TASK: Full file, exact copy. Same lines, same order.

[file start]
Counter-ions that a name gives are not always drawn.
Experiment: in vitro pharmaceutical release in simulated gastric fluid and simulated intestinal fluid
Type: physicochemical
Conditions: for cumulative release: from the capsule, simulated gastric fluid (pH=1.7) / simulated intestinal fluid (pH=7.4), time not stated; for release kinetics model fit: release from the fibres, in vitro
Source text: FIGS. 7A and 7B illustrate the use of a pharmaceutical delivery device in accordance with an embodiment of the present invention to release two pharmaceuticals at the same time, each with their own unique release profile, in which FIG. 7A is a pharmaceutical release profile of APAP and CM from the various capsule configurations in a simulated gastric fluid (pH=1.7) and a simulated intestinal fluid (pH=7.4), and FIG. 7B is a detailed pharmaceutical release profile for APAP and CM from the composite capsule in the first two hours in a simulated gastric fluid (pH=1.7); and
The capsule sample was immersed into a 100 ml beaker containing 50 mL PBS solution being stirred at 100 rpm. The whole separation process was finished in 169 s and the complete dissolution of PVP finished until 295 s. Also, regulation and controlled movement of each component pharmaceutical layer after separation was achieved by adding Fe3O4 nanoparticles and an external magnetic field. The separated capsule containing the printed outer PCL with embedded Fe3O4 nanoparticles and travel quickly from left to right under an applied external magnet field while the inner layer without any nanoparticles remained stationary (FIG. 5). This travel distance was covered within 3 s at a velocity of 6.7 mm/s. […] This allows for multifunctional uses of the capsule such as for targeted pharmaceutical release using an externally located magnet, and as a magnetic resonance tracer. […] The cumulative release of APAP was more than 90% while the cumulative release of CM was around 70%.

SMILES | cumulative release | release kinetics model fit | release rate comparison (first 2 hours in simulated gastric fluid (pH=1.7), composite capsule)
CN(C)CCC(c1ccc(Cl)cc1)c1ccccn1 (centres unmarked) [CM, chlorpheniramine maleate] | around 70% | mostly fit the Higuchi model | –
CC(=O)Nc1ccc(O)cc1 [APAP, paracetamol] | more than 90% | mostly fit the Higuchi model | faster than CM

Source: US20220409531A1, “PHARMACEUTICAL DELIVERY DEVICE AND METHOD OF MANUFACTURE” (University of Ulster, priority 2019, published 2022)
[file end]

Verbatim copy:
Counter-ions that a name gives are not always drawn.
Experiment: in vitro pharmaceutical release in simulated gastric fluid and simulated intestinal fluid
Type: physicochemical
Conditions: for cumulative release: from the capsule, simulated gastric fluid (pH=1.7) / simulated intestinal fluid (pH=7.4), time not stated; for release kinetics model fit: release from the fibres, in vitro
Source text: FIGS. 7A and 7B illustrate the use of a pharmaceutical delivery device in accordance with an embodiment of the present invention to release two pharmaceuticals at the same time, each with their own unique release profile, in which FIG. 7A is a pharmaceutical release profile of APAP and CM from the various capsule configurations in a simulated gastric fluid (pH=1.7) and a simulated intestinal fluid (pH=7.4), and FIG. 7B is a detailed pharmaceutical release profile for APAP and CM from the composite capsule in the first two hours in a simulated gastric fluid (pH=1.7); and
The capsule sample was immersed into a 100 ml beaker containing 50 mL PBS solution being stirred at 100 rpm. The whole separation process was finished in 169 s and the complete dissolution of PVP finished until 295 s. Also, regulation and controlled movement of each component pharmaceutical layer after separation was achieved by adding Fe3O4 nanoparticles and an external magnetic field. The separated capsule containing the printed outer PCL with embedded Fe3O4 nanoparticles and travel quickly from left to right under an applied external magnet field while the inner layer without any nanoparticles remained stationary (FIG. 5). This travel distance was covered within 3 s at a velocity of 6.7 mm/s. […] This allows for multifunctional uses of the capsule such as for targeted pharmaceutical release using an externally located magnet, and as a magnetic resonance tracer. […] The cumulative release of APAP was more than 90% while the cumulative release of CM was around 70%.

SMILES | cumulative release | release kinetics model fit | release rate comparison (first 2 hours in simulated gastric fluid (pH=1.7), composite capsule)
CN(C)CCC(c1ccc(Cl)cc1)c1ccccn1 (centres unmarked) [CM, chlorpheniramine maleate] | around 70% | mostly fit the Higuchi model | –
CC(=O)Nc1ccc(O)cc1 [APAP, paracetamol] | more than 90% | mostly fit the Higuchi model | faster than CM

Source: US20220409531A1, “PHARMACEUTICAL DELIVERY DEVICE AND METHOD OF MANUFACTURE” (University of Ulster, priority 2019, published 2022)